I said it before and I'll say it again - this is a time and money suction that this district can ill afford.  To put the district into debt, to take on another huge project as there are voices pointing out the coming high school capacity crisis and to put a huge project on BTA at the expense of existing school community needs (and when BTA is NOT about huge capital projects) is utterly ridiculous.

Again, you might want to remember all these actions by any Board members who say yes if any of them run again.  I know I will.

Thursday, October 16th
Curiously there is both an Operations Committee meeting from 4:30-6:00 pm following by an Operations Committee meeting of the Whole from 6:00-7:30 pm.  No agendas yet available.

Saturday, October 18th
Community meetings

Director Blanford from 10:00-11:30 am at Capital Hill library
Director Martin-Morris from 10-11:30 am at NE Library


Magic Money said...

What I don't understand is where the $700,000 settlement is coming from. How is that money available? How is it just magically free to make this payment? Shouldn't they be cutting 2-3 people in administration to make up for this loss of $700,000? How about 2-3 of the upper management who were supposed to be preventing things like this from happening? How can they just make $700,000 appear at a time when our schools aren't being maintained, when they don't have enough books, and when they don't have enough teachers?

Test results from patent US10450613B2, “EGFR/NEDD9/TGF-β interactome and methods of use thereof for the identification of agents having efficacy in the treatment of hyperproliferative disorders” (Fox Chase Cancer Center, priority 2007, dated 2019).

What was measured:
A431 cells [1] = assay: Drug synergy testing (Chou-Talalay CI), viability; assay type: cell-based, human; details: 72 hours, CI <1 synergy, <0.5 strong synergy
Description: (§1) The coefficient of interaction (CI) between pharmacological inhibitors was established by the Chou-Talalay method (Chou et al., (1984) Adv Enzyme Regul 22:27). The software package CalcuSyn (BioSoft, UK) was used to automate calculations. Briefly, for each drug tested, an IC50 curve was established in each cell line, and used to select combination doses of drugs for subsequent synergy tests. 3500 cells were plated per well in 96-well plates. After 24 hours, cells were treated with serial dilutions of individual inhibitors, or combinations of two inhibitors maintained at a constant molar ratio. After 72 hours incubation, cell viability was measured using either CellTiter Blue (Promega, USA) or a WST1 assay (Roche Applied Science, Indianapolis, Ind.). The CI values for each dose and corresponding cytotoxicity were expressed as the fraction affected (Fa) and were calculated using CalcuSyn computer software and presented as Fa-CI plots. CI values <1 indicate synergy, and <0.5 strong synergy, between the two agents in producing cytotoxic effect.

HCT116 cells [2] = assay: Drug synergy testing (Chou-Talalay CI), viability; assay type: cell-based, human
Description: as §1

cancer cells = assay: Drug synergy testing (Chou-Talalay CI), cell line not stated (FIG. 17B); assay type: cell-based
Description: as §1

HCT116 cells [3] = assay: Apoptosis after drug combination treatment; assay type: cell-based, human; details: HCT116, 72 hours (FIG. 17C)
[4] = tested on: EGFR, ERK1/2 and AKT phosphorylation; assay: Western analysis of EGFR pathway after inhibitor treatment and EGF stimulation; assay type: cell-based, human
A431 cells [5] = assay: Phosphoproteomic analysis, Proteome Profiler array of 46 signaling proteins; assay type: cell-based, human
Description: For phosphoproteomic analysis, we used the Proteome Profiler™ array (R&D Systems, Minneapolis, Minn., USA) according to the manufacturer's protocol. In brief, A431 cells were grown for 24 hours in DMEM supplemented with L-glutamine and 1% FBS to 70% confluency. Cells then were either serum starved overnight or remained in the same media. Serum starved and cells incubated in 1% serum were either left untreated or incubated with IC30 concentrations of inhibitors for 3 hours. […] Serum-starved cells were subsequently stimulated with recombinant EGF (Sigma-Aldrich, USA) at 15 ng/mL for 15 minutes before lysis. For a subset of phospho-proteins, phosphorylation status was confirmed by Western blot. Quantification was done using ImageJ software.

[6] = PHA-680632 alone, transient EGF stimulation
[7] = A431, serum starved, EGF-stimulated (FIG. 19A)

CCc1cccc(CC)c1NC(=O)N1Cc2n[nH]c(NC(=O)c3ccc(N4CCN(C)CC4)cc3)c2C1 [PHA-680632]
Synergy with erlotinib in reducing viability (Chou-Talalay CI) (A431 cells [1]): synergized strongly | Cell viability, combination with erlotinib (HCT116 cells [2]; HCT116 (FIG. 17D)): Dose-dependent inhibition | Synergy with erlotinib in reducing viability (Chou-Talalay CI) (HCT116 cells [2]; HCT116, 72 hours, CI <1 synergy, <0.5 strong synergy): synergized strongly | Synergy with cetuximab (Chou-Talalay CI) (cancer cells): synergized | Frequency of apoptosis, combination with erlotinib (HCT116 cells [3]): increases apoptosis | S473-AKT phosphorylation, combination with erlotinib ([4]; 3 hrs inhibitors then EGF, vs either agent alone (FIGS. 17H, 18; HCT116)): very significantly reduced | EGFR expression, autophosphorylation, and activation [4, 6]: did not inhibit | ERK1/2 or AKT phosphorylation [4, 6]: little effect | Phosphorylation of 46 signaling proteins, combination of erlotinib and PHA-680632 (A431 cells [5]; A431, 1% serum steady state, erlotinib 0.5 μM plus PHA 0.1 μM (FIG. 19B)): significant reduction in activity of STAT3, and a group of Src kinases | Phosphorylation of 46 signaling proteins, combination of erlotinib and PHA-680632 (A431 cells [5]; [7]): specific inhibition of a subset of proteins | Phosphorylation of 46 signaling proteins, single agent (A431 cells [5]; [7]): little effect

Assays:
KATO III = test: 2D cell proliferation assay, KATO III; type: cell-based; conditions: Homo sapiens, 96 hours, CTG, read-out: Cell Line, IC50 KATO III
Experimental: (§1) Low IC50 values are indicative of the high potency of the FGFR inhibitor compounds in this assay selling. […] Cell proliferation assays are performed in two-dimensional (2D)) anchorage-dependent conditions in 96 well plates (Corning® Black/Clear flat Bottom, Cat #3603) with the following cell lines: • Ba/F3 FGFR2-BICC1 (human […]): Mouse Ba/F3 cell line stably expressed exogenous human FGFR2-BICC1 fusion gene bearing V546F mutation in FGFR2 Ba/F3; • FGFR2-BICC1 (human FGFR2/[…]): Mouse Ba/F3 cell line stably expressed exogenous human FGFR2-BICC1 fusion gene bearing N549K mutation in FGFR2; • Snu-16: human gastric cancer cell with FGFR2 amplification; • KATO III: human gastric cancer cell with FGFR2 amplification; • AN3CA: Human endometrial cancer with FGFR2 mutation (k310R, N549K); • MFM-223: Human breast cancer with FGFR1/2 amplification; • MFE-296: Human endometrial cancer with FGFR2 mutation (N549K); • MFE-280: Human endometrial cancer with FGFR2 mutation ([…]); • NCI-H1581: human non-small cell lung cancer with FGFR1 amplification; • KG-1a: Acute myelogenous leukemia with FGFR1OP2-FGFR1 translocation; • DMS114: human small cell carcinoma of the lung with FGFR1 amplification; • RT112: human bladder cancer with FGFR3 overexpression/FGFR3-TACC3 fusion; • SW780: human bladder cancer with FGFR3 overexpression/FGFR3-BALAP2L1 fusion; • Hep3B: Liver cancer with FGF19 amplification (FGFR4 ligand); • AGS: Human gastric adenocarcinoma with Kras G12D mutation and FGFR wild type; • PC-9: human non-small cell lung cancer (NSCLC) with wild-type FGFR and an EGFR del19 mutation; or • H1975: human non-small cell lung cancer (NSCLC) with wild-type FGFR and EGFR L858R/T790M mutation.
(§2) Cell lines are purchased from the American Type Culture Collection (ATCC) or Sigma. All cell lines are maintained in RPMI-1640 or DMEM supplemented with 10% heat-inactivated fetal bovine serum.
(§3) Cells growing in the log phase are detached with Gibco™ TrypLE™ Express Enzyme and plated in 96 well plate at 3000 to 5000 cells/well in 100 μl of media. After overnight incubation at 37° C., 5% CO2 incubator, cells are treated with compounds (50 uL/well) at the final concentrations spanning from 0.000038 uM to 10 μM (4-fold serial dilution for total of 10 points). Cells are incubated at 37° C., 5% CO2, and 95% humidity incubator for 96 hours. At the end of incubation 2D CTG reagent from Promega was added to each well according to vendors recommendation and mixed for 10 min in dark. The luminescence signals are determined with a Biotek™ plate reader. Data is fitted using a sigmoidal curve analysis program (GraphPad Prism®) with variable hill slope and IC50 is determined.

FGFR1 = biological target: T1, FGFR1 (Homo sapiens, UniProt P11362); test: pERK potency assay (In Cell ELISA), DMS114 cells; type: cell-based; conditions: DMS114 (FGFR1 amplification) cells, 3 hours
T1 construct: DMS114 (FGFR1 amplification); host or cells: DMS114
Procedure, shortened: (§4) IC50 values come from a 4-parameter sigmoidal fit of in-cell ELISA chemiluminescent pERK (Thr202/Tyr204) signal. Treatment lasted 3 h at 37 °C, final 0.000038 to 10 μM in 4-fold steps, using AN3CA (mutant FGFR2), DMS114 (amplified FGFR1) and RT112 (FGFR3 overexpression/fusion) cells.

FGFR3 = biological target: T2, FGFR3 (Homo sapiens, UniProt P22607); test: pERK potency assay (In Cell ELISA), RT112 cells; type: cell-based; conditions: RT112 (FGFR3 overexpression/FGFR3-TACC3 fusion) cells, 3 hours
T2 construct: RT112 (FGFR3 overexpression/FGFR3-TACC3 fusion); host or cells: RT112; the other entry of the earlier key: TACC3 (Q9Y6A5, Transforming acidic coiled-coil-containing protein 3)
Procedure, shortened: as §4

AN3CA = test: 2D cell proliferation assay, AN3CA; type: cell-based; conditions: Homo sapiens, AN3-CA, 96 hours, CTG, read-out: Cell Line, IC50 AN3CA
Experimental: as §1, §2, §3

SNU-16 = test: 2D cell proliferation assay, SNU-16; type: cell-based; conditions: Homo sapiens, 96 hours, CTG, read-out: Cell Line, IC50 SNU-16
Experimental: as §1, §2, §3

Where is this money coming from and how come no one has been fired?

Melissa Westbrook said...

Magic, well, they did transfer $2.6M from the revenue from leases/rentals into the General Fund but never said what they would use it for. Maybe this was it.

As to why it appears no one has been disciplined (let alone fired), that's a mystery. But CYA for all.

ConcernedSPSParent said...

I wrote to the Board and asked they not support a pre-K resolution. Especially because prop 1b's largest donor Matt Griffin is also the largest campaign donor for Carr and Martin-Morris. The board should step away and focus on the many issues the district is facing.

mosfet said...


Thank you for mentioning the connection between prop 1b donors and campaign donors for board members.

Anonymous said...

It's time to purge this board. I wont vote for any seated member again and will work against anyone of them that runs again.

sw showdown --

Disappointed said...

The manner in which the city's preschool initiative was changed on the BAR is very upsetting and I'm glad we have the opportunity to see the red line.

The same type of tactics are used in the legislature. Legislators change the titles of an attempt to hide something voters may not want to hear.